no spam, unsubscribe anytime.
The picture as taken ten years ago, but he is a huge part of the story and he hated his picture taken.
I lost my father September 14, 2014 to small cell cancer. Obviously this hit hard. I was, and always will be Daddy's Little Girl. It is usually mid-September that I get my annual mammogram. I didn't; I decided I wasn't going this year, I'd never had a problem before and I just couldn't deal with more on my plate. I'm a professor and was starting at a new school right when Dad got sick. I didn't have time to get tests run. However, in November something was nagging me to go. It was Dad's voice in the back of my head telling me that I had too long of a history of chest x-rays not to have a simple test run, just to be sure. So, I went.
I got the call that the doctor wanted to do a biopsy on one area and watch another area. When I went in for the biopsy, I asked that they do both areas, the doctor doing the biopsy agreed. On the Saturday before Christmas, I got the call...cancer. I'm not sure who took it harder, me or my mom.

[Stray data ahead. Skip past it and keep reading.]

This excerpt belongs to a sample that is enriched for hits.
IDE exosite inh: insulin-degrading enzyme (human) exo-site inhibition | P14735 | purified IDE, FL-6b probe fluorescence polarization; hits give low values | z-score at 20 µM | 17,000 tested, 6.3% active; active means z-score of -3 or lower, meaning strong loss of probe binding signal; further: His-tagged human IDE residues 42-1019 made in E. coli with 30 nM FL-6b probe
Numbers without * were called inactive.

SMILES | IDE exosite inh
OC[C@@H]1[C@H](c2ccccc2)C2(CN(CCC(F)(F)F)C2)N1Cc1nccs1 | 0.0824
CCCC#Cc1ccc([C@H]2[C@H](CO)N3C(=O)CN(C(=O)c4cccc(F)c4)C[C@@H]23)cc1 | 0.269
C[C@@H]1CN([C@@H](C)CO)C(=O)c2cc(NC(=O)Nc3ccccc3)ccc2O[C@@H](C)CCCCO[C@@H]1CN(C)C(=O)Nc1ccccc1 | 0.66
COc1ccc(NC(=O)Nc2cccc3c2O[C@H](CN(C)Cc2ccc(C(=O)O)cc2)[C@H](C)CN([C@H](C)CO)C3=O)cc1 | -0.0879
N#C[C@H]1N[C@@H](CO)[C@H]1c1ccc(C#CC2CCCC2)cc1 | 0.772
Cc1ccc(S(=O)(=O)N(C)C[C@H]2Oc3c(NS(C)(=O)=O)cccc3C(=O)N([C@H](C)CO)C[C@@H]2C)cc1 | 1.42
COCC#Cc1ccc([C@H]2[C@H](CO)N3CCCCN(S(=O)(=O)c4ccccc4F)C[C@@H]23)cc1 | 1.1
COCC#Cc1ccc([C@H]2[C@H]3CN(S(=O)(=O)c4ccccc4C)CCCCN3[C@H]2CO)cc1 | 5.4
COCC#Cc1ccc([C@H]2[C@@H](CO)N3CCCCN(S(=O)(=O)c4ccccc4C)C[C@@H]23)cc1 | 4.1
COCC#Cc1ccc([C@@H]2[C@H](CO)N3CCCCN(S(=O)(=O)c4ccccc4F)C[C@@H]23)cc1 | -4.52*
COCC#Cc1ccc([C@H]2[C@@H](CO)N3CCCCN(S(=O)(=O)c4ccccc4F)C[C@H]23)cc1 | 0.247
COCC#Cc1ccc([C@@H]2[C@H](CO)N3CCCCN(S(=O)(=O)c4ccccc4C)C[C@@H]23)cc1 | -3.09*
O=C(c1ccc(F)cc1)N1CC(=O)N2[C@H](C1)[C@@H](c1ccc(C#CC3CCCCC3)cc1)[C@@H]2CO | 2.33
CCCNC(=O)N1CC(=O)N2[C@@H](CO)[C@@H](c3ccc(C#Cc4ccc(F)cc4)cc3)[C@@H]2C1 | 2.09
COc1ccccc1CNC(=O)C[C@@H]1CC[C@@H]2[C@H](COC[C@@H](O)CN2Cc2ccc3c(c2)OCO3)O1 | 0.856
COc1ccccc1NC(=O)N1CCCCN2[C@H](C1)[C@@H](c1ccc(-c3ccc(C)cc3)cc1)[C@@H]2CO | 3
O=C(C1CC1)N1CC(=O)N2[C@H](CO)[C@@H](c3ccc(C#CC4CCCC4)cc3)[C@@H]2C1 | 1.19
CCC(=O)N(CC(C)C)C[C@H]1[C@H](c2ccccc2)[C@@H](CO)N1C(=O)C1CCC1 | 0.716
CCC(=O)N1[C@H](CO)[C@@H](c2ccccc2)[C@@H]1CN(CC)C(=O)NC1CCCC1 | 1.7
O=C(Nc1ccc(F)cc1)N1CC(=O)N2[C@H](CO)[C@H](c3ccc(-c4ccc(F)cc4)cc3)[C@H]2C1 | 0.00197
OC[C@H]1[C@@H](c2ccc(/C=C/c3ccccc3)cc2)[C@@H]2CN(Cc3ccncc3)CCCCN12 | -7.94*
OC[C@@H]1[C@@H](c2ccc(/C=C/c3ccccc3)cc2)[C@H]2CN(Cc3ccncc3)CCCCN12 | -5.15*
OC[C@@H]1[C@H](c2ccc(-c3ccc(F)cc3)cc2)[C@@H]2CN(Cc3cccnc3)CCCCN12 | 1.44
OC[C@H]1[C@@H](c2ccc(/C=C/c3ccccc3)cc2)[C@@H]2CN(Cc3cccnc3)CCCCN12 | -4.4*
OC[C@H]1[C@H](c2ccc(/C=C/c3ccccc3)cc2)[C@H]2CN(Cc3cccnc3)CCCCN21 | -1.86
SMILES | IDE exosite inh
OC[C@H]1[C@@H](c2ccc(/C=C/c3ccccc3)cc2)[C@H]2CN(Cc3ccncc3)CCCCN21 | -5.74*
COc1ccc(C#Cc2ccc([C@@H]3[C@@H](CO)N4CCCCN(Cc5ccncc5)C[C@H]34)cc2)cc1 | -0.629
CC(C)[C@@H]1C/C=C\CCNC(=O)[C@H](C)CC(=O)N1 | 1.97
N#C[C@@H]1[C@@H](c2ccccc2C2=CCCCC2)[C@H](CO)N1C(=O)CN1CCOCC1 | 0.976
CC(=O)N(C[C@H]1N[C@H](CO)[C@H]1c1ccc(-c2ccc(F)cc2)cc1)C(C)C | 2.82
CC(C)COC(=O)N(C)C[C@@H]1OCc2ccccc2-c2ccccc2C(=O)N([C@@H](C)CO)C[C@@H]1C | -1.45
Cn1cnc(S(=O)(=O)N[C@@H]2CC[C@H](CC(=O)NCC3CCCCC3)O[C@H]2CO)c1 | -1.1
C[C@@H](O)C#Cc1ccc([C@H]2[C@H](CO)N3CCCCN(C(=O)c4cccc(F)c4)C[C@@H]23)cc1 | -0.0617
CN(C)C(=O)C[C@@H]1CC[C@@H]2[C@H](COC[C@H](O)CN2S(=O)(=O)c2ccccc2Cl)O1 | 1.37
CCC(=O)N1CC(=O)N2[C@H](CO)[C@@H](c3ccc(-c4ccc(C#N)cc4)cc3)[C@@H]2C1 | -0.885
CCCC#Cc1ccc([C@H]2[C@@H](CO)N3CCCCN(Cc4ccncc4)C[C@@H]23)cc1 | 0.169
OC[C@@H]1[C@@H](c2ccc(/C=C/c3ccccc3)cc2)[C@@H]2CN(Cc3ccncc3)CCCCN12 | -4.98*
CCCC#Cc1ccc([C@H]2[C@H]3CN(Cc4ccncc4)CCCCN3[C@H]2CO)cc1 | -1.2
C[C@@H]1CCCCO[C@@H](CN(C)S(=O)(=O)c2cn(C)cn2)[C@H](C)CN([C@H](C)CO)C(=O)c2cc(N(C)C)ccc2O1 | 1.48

Follow-up appointments found it to be Stage 0 DCIS. The cysts were so small they probably wouldn't have been detectable in September. Once again Dad was watching over me.
Because I am a heart patient, many cardiac tests were required before they could start any treatments. Finally, in February, I was scheduled for the partial mastectomy. The first week of March my doctor inserted a port for the Mammosite, or targeted radiation, treatment. As I mentioned, I am a professor, it was the WORST Spring Break ever with 2 radiation treatments a day for 5 days. But we received word that the margins came back clear and I think I'm out of the woods. Because of my heart condition, I cannot take the medication even though I was a candidate. But, I know my guardian angel is still watching over me.
You can purchase 100 Inspiring Stories From The Breast Cancer Site for your Kindle. Makes a great gift too!
Your click on the "Click Here to Give - it's FREE" button helps fund free mammograms for women in need — low-income, inner-city and minority women whose awareness of breast cancer and opportunity for help is often limited. Your click is paid for by site sponsors, and mammogram funding is provided to clinics throughout the U.S. through grants distributed by GreaterGood.org. With a simple, daily click of the pink "Click Here to Give - it's FREE" button at The Breast Cancer Site, visitors help to provide free mammograms for women in need. Visitors pay nothing. In addition to clicking the pink "Click Here to Give - it's FREE" button, visitors can help more by shopping in The Breast Cancer Site store. With each item purchased, shoppers generate funds that provide free mammograms for women in need.